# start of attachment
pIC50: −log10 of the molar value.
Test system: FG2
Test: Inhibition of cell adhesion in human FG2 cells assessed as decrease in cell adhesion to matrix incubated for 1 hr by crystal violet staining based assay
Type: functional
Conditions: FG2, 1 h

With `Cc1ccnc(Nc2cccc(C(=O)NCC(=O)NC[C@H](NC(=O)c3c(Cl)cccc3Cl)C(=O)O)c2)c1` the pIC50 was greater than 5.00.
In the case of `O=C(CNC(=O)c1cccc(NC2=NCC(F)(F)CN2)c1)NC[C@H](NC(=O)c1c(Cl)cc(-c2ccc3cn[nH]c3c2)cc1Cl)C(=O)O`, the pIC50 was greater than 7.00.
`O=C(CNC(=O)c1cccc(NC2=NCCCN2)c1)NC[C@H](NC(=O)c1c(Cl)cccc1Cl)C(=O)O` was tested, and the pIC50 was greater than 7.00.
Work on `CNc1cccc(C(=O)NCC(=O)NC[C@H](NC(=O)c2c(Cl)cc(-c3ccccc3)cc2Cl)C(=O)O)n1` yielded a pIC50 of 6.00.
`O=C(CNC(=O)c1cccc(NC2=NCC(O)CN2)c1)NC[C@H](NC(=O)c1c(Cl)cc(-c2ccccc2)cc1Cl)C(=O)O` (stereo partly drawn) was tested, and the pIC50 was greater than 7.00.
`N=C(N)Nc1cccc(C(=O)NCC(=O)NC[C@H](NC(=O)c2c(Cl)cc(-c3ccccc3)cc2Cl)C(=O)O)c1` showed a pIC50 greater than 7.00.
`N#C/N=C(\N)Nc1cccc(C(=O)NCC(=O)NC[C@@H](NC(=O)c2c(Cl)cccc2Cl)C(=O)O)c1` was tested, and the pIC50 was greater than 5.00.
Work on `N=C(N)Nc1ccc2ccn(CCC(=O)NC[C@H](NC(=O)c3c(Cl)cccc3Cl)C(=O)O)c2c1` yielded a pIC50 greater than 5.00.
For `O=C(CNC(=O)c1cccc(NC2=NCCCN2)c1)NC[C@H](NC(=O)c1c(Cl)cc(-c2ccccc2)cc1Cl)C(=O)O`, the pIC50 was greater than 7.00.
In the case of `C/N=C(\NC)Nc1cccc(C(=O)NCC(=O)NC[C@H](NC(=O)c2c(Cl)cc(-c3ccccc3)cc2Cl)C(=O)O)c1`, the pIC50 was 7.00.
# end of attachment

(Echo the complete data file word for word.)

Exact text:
pIC50: −log10 of the molar value.
Test system: FG2
Test: Inhibition of cell adhesion in human FG2 cells assessed as decrease in cell adhesion to matrix incubated for 1 hr by crystal violet staining based assay
Type: functional
Conditions: FG2, 1 h

With `Cc1ccnc(Nc2cccc(C(=O)NCC(=O)NC[C@H](NC(=O)c3c(Cl)cccc3Cl)C(=O)O)c2)c1` the pIC50 was greater than 5.00.
In the case of `O=C(CNC(=O)c1cccc(NC2=NCC(F)(F)CN2)c1)NC[C@H](NC(=O)c1c(Cl)cc(-c2ccc3cn[nH]c3c2)cc1Cl)C(=O)O`, the pIC50 was greater than 7.00.
`O=C(CNC(=O)c1cccc(NC2=NCCCN2)c1)NC[C@H](NC(=O)c1c(Cl)cccc1Cl)C(=O)O` was tested, and the pIC50 was greater than 7.00.
Work on `CNc1cccc(C(=O)NCC(=O)NC[C@H](NC(=O)c2c(Cl)cc(-c3ccccc3)cc2Cl)C(=O)O)n1` yielded a pIC50 of 6.00.
`O=C(CNC(=O)c1cccc(NC2=NCC(O)CN2)c1)NC[C@H](NC(=O)c1c(Cl)cc(-c2ccccc2)cc1Cl)C(=O)O` (stereo partly drawn) was tested, and the pIC50 was greater than 7.00.
`N=C(N)Nc1cccc(C(=O)NCC(=O)NC[C@H](NC(=O)c2c(Cl)cc(-c3ccccc3)cc2Cl)C(=O)O)c1` showed a pIC50 greater than 7.00.
`N#C/N=C(\N)Nc1cccc(C(=O)NCC(=O)NC[C@@H](NC(=O)c2c(Cl)cccc2Cl)C(=O)O)c1` was tested, and the pIC50 was greater than 5.00.
Work on `N=C(N)Nc1ccc2ccn(CCC(=O)NC[C@H](NC(=O)c3c(Cl)cccc3Cl)C(=O)O)c2c1` yielded a pIC50 greater than 5.00.
For `O=C(CNC(=O)c1cccc(NC2=NCCCN2)c1)NC[C@H](NC(=O)c1c(Cl)cc(-c2ccccc2)cc1Cl)C(=O)O`, the pIC50 was greater than 7.00.
In the case of `C/N=C(\NC)Nc1cccc(C(=O)NCC(=O)NC[C@H](NC(=O)c2c(Cl)cc(-c3ccccc3)cc2Cl)C(=O)O)c1`, the pIC50 was 7.00.